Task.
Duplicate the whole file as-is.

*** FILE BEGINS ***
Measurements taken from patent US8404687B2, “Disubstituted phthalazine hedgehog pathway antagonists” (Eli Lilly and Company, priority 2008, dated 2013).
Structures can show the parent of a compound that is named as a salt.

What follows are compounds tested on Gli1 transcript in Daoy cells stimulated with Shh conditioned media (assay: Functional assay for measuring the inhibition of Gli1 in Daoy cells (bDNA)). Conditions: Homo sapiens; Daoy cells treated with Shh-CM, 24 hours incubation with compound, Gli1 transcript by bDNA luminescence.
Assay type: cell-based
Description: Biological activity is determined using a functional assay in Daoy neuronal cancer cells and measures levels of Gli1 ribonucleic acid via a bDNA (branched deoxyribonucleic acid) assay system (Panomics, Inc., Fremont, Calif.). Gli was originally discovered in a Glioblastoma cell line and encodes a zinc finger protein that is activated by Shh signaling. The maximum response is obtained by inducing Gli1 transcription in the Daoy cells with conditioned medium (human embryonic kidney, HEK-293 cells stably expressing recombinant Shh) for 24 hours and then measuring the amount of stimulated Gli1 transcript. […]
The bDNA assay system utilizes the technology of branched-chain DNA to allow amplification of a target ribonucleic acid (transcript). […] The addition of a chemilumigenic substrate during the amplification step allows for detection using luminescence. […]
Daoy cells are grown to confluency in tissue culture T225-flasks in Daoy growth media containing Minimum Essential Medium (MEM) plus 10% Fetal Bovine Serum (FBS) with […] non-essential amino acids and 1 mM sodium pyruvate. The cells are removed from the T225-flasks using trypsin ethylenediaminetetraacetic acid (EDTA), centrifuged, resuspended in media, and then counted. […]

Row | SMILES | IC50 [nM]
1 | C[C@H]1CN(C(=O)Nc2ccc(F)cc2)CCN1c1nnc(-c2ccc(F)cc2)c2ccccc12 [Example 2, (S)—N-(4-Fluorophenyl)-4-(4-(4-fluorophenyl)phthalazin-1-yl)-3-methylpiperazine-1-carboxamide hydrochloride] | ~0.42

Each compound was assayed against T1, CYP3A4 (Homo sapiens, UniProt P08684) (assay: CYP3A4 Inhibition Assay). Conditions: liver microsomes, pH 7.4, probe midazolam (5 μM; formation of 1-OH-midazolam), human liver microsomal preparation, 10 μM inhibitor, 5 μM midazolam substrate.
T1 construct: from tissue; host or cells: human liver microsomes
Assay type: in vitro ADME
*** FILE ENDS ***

Measurements taken from patent US8404687B2, “Disubstituted phthalazine hedgehog pathway antagonists” (Eli Lilly and Company, priority 2008, dated 2013).
Structures can show the parent of a compound that is named as a salt.

What follows are compounds tested on Gli1 transcript in Daoy cells stimulated with Shh conditioned media (assay: Functional assay for measuring the inhibition of Gli1 in Daoy cells (bDNA)). Conditions: Homo sapiens; Daoy cells treated with Shh-CM, 24 hours incubation with compound, Gli1 transcript by bDNA luminescence.
Assay type: cell-based
Description: Biological activity is determined using a functional assay in Daoy neuronal cancer cells and measures levels of Gli1 ribonucleic acid via a bDNA (branched deoxyribonucleic acid) assay system (Panomics, Inc., Fremont, Calif.). Gli was originally discovered in a Glioblastoma cell line and encodes a zinc finger protein that is activated by Shh signaling. The maximum response is obtained by inducing Gli1 transcription in the Daoy cells with conditioned medium (human embryonic kidney, HEK-293 cells stably expressing recombinant Shh) for 24 hours and then measuring the amount of stimulated Gli1 transcript. […]
The bDNA assay system utilizes the technology of branched-chain DNA to allow amplification of a target ribonucleic acid (transcript). […] The addition of a chemilumigenic substrate during the amplification step allows for detection using luminescence. […]
Daoy cells are grown to confluency in tissue culture T225-flasks in Daoy growth media containing Minimum Essential Medium (MEM) plus 10% Fetal Bovine Serum (FBS) with […] non-essential amino acids and 1 mM sodium pyruvate. The cells are removed from the T225-flasks using trypsin ethylenediaminetetraacetic acid (EDTA), centrifuged, resuspended in media, and then counted. […]

Row | SMILES | IC50 [nM]
1 | C[C@H]1CN(C(=O)Nc2ccc(F)cc2)CCN1c1nnc(-c2ccc(F)cc2)c2ccccc12 [Example 2, (S)—N-(4-Fluorophenyl)-4-(4-(4-fluorophenyl)phthalazin-1-yl)-3-methylpiperazine-1-carboxamide hydrochloride] | ~0.42

Each compound was assayed against T1, CYP3A4 (Homo sapiens, UniProt P08684) (assay: CYP3A4 Inhibition Assay). Conditions: liver microsomes, pH 7.4, probe midazolam (5 μM; formation of 1-OH-midazolam), human liver microsomal preparation, 10 μM inhibitor, 5 μM midazolam substrate.
T1 construct: from tissue; host or cells: human liver microsomes
Assay type: in vitro ADME